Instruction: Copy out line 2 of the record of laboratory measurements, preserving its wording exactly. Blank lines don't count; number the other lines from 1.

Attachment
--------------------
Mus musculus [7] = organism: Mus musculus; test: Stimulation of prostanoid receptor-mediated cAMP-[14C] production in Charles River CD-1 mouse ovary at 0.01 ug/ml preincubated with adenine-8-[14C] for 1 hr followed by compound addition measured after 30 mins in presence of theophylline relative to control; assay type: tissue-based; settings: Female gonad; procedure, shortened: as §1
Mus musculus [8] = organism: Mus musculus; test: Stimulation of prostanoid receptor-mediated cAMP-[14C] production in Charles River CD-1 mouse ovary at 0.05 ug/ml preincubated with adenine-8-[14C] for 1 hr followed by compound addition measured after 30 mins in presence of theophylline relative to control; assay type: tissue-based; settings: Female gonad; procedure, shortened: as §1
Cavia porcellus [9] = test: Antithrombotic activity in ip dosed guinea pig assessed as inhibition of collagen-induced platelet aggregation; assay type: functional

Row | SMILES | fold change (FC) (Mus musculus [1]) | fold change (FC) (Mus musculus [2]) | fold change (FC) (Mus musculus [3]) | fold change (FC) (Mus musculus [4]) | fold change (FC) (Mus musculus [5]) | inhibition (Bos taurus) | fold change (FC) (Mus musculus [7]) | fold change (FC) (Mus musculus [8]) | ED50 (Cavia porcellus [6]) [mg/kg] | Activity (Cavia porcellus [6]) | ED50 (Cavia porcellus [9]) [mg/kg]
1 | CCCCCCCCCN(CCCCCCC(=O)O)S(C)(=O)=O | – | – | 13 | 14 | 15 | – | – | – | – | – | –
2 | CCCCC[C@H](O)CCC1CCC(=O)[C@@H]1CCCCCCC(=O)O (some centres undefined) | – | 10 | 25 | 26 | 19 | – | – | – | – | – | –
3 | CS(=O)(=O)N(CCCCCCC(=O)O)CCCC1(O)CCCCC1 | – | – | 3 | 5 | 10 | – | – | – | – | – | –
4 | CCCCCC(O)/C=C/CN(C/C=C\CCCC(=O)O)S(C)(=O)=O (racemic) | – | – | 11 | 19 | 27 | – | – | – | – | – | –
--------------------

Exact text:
Mus musculus [8] = organism: Mus musculus; test: Stimulation of prostanoid receptor-mediated cAMP-[14C] production in Charles River CD-1 mouse ovary at 0.05 ug/ml preincubated with adenine-8-[14C] for 1 hr followed by compound addition measured after 30 mins in presence of theophylline relative to control; assay type: tissue-based; settings: Female gonad; procedure, shortened: as §1